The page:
Something went wrong (in the best way) when I recently ordered a few clematis vines to add to my garden. I was in the mood to add a few fantastic climbing vines to my garden. I was expecting 4 plants. But when the boxes arrived, I somehow got 16 (this is obviously not a complaint, just a statement of oopsy fact).
With eight Clematis Diamond Ball (which is a beautiful double white/ light blue clematis) and eight Clematis ‘Sweet Summer Love’ (which is a dark purple clematis), I struggled to find homes for all of them. After I planted three of the ‘Sweet Summer Love’ (and worked out places for 3 more) I still had 10 plants! (and all the Diamond Balls). I realized I needed to do some removal of other plants and bed prep to make room for the rest. But even after that, I still need to create a home for at least 5 more.
With over a quarter of the plants left, I started playing a new little game around here….its called “where to put the clematis vine?”. 🤔
The rules are easy, but the game is hard. Finding 16 places to plant a beautiful clematis in the garden is a challenge. Even in a big garden like mine. Climbers need a place to climb and while I’m still working on where they all will go, I’m inspired by the dilemma and I found these 16 clematis design inspirations.
1) Plant Clematis vine near a container garden and let it scramble through other textural plants.
The other plants (shrubs are a great option) will act as the support for the clematis.
The simple blue flower of clematis ‘jackmanii’ is held up by a potted grass.
2) Train your clematis vines on a staircase railing.
Make sure you can still put your hand on the railing with out hurting the plant (if you need to).
Large burgundy flowers are similar to clematis ‘Niobe’.
3) Grow climbers like clematis over a picket fence in a cottage garden.
When you start to grow plants over more permanent garden features (like fences) you will anchor your design. It will give your planting design a more established and mature feeling in your garden.
Clematis climbing over white picket fence by putney pics.
4) Pretty-up a chain link fence.
Chain link is cheap but it isn’t pretty. And sometimes you just have to work with what you have. Covering it up with a nice clematis vine is a good option.
Clematis Roguchi varieties are know for their flared bell shaped flowers. The white nodding bells of Clematis ‘Winter Beauty’ look a lot like the variety pictured.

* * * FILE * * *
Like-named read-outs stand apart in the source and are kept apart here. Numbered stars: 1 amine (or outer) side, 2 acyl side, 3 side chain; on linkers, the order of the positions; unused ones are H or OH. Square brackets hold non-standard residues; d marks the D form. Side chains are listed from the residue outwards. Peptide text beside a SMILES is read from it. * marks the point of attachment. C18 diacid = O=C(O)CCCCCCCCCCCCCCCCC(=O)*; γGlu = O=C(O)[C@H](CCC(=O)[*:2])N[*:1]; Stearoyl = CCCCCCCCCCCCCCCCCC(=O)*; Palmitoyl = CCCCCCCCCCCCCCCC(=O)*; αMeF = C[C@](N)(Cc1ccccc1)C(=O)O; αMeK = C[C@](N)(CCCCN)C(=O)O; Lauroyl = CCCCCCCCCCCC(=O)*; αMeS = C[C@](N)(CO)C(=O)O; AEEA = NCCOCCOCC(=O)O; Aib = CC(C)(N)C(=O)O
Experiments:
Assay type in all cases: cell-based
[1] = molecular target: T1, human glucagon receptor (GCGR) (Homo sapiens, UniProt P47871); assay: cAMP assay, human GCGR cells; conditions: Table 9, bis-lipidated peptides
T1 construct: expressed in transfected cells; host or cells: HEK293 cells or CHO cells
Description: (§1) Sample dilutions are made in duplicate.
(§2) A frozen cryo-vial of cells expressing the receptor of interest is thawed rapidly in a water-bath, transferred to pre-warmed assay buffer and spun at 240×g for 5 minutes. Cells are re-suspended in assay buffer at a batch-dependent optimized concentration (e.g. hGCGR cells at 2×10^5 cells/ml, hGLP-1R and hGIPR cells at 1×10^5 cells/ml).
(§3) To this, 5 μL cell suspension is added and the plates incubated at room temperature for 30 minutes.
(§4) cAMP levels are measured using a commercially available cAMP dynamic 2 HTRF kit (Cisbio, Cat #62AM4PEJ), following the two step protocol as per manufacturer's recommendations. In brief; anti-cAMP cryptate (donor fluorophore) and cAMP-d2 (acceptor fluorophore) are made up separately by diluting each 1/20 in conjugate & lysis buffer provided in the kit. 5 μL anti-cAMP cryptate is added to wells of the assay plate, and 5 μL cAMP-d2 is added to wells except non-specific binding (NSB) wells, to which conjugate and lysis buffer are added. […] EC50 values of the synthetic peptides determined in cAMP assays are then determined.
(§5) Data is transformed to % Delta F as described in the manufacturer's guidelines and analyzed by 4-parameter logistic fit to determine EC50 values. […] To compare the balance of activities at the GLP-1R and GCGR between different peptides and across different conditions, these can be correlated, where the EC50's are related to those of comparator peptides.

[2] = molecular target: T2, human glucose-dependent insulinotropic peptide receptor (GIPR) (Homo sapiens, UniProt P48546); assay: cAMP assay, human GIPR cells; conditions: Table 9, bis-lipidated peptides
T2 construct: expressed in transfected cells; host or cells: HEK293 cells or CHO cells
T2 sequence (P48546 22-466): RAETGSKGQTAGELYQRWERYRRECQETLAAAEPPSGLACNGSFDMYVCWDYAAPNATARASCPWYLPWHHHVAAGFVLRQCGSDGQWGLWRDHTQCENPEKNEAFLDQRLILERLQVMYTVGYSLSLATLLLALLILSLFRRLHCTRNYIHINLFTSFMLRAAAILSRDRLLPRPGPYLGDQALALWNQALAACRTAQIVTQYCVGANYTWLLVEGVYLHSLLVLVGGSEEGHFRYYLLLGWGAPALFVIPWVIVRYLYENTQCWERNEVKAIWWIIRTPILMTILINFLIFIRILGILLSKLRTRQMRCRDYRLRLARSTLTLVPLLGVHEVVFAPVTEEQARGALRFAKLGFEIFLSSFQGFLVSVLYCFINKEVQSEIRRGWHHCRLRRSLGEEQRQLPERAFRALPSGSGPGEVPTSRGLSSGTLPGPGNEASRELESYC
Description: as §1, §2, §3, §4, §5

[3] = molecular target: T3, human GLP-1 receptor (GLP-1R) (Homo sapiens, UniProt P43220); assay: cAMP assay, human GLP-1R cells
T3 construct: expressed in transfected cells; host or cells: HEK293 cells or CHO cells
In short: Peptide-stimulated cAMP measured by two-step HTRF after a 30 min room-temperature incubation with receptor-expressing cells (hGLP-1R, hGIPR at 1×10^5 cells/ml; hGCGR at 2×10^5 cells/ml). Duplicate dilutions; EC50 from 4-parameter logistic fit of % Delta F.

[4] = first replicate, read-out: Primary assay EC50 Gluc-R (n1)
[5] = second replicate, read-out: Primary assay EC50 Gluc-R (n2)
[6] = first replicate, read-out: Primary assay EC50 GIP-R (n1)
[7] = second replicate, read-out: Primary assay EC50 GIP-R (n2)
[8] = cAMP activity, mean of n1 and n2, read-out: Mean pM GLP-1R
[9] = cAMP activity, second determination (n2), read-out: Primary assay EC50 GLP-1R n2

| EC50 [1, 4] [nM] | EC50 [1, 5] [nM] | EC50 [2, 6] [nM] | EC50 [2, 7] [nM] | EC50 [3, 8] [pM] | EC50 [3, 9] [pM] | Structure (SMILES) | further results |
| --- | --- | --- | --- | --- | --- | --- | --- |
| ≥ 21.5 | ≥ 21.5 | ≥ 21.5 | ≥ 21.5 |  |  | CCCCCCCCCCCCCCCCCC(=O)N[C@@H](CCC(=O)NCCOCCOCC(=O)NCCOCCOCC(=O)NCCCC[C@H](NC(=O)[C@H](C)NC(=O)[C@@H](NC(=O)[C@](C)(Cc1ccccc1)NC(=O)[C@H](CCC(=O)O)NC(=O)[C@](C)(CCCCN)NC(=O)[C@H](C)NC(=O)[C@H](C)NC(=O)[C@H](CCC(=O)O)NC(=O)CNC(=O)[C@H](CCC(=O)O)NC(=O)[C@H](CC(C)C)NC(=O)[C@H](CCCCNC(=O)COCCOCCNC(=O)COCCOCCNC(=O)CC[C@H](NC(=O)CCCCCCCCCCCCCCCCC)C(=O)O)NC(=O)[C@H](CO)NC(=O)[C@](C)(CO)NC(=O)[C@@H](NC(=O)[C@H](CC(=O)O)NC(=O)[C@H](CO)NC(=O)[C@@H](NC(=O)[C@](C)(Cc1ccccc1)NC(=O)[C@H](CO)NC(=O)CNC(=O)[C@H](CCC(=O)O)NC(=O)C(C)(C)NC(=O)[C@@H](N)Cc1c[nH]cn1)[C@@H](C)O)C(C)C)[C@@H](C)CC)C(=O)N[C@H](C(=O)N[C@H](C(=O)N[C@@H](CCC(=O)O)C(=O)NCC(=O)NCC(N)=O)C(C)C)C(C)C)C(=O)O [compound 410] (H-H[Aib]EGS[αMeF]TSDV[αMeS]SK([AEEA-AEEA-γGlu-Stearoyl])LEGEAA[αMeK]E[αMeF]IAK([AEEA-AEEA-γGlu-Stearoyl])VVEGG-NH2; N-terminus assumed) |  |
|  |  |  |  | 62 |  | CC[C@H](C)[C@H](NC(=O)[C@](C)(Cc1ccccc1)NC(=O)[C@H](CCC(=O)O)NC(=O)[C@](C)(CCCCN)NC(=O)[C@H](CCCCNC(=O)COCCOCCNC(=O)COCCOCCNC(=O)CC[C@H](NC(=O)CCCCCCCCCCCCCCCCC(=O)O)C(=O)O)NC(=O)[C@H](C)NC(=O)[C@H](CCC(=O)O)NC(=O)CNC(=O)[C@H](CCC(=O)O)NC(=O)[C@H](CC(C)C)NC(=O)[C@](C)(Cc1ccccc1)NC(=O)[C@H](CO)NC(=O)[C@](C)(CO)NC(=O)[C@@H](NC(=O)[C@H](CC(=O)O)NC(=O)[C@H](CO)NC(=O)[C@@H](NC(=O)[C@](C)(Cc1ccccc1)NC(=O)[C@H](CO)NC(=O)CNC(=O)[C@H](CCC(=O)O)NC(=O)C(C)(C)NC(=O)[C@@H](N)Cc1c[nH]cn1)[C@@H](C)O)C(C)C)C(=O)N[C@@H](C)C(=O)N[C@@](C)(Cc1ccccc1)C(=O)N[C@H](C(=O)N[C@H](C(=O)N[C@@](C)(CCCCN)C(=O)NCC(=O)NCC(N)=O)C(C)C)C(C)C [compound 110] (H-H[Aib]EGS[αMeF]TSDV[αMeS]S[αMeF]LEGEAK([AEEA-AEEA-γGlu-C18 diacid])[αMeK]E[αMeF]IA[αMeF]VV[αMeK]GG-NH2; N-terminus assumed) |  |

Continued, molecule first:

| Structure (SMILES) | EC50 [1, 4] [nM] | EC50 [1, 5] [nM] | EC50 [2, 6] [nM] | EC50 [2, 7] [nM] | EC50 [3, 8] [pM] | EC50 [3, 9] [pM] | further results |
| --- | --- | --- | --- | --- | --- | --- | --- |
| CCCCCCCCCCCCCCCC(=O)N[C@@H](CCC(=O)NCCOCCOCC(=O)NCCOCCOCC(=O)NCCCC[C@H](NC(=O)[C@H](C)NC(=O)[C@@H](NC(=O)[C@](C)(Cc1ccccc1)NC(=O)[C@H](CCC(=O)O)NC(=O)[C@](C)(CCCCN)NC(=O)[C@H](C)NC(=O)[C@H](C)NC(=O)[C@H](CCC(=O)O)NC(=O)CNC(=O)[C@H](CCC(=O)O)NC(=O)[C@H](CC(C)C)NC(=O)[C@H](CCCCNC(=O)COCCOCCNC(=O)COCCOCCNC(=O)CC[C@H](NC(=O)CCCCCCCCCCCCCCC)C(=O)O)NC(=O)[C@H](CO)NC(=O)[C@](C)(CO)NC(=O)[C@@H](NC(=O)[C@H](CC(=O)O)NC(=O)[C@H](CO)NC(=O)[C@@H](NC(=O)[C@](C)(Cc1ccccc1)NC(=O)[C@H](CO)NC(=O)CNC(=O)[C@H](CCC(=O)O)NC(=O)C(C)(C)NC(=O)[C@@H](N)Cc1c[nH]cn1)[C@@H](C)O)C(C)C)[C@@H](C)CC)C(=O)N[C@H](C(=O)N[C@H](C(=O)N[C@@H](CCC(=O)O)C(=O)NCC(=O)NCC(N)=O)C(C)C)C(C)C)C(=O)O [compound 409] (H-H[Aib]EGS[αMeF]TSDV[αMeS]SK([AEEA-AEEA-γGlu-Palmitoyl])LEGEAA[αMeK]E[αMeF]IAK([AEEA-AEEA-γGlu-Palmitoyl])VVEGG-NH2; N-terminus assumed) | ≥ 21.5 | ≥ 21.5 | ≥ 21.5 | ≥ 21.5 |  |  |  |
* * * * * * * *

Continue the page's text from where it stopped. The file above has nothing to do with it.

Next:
5) Plant in a container and grow on a topiary frame.
This will work best when you follow the rule of thirds. In this case, make sure your climbing structure (and ultimately your plant) is at least 2/3 of the total height. (This includes the height of your container). So, if you have a 1′ tall pot – get a topiary frame that is 2′ tall (for a 2/3 – 1/3 ratio). (maybe consider growing it into a spiral shape?)
6) Hide the mailbox with a climbing flower vine
Anything that is vertical in your garden can be a growing support… so why not turn utility into something amazing?
7) Intertwine a dainty clematis vine with another climber (like roses).
This isn’t very different than growing it through another shrub. But roses can be sturdy climbers themselves and when you achieve the double bloom look, I promise some gullible visitor will think this is all one amazing plant and you can bask in that coveted good gardener glory. 😉
Clematis ‘William Kennet’ grows through a red climbing rose.
8) Frame a shed door.
Clematis tangutica is known for its yellow flowers and fluffy seed heads. The yellow flowers are a perfect contrast and frame for this blue door.
9) Cover an old ladder.
The pretty pink Clematis Comtesse de Bouchard on a ladder by shout it from the rooftops.
10) Romantically dangle flowering vines over a rustic shed.
11) Train flowering clematis vines over a lamppost
(Yes I know it isn’t actually on a lamppost – but you get the idea… p.s. is it actually growing on an apple tree, which is another bonus option).
12) Support climbing flower vines with a trellis or a downspout.
Nelly Moser Clematis sits along side a similarly pink rhododendron.
13) Surround a window with delicate stems.
14) Engulf a front a pillar.
15 & 16) Go crazy and let clematis scramble
Let it clematis ramble through climbing roses and under-plant with herbaceous perennials to include peonies, poppies, foxgloves, campanulas, pinks, nepeta, lavender, foxtail lilies, and alchemilla (among many others). (like at Mottisfont Abbey in the UK).
Royal National Rose Society Gardens – formerly known as The Gardens of the Rose The vibrant colors of this display of roses, together with excellent companion plantings (such as lavender, clematis, grasses, etc.), highlights the wide color range, long flowering season, and versatility of roses as garden plants.
Just as soon as mine have grown enough to actually attach to their climbing frames (and I have found homes for each plant) I will share my own placements which include training over a pergola, covering a garage wall, and hiding part of the old chicken coop. But have I missed anything? How and where do you grow your clematis?
Other Clematis Garden Posts you might enjoy:
images: jacki-dee (CC BY-NC-ND 2.0), jacki-dee (CC BY-NC-ND 2.0), putneypics (CC BY-NC 2.0), jacki-dee (CC BY-NC-ND 2.0), Proven Winners, Karen Cardoza (CC BY-NC-ND 2.0), Klasse im Garten (CC BY-NC-ND 2.0), peri stracchino (CC BY-NC-ND 2.0), shout it from the rooftops (CC BY 2.0), caroline (CC BY 2.0), erik forsberg (CC BY 2.0), andrea_44 (CC BY 2.0),Rolf Blijleven CC BY-NC 2.0), B.D.’s WorldCC BY-NC 2.0), ukgardenphotos (CC BY-NC-ND 2.0).